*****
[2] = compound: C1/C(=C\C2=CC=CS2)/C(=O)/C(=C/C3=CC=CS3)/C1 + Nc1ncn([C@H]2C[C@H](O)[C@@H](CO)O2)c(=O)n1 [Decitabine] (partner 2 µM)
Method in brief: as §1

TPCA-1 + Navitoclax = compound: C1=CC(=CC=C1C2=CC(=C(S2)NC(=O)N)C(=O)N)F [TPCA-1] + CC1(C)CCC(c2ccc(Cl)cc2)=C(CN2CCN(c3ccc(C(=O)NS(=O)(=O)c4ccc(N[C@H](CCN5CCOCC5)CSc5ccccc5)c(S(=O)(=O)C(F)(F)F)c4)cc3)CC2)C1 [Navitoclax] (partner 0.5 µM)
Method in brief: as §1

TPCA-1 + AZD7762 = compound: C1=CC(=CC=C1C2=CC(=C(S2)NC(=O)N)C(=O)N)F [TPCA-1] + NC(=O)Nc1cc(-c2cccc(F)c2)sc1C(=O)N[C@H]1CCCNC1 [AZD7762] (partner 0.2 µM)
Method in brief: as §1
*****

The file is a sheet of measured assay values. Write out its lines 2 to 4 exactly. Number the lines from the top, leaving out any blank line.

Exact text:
Method in brief: as §1

TPCA-1 + Navitoclax = compound: C1=CC(=CC=C1C2=CC(=C(S2)NC(=O)N)C(=O)N)F [TPCA-1] + CC1(C)CCC(c2ccc(Cl)cc2)=C(CN2CCN(c3ccc(C(=O)NS(=O)(=O)c4ccc(N[C@H](CCN5CCOCC5)CSc5ccccc5)c(S(=O)(=O)C(F)(F)F)c4)cc3)CC2)C1 [Navitoclax] (partner 0.5 µM)
Method in brief: as §1